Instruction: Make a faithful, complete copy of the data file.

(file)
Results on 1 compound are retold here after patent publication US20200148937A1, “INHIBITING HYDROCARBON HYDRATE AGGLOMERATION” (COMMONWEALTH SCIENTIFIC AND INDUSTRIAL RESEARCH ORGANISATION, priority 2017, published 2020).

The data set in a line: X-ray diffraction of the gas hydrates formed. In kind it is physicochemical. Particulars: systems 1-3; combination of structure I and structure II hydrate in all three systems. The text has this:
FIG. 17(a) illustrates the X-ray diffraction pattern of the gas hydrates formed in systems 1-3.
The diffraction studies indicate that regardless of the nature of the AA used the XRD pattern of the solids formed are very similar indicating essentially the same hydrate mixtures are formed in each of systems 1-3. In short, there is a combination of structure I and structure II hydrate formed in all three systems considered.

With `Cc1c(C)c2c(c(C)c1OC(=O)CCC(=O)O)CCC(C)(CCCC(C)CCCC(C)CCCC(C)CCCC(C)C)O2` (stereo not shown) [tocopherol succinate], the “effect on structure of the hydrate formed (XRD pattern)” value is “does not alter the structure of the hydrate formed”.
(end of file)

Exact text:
Results on 1 compound are retold here after patent publication US20200148937A1, “INHIBITING HYDROCARBON HYDRATE AGGLOMERATION” (COMMONWEALTH SCIENTIFIC AND INDUSTRIAL RESEARCH ORGANISATION, priority 2017, published 2020).

The data set in a line: X-ray diffraction of the gas hydrates formed. In kind it is physicochemical. Particulars: systems 1-3; combination of structure I and structure II hydrate in all three systems. The text has this:
FIG. 17(a) illustrates the X-ray diffraction pattern of the gas hydrates formed in systems 1-3.
The diffraction studies indicate that regardless of the nature of the AA used the XRD pattern of the solids formed are very similar indicating essentially the same hydrate mixtures are formed in each of systems 1-3. In short, there is a combination of structure I and structure II hydrate formed in all three systems considered.

With `Cc1c(C)c2c(c(C)c1OC(=O)CCC(=O)O)CCC(C)(CCCC(C)CCCC(C)CCCC(C)CCCC(C)C)O2` (stereo not shown) [tocopherol succinate], the “effect on structure of the hydrate formed (XRD pattern)” value is “does not alter the structure of the hydrate formed”.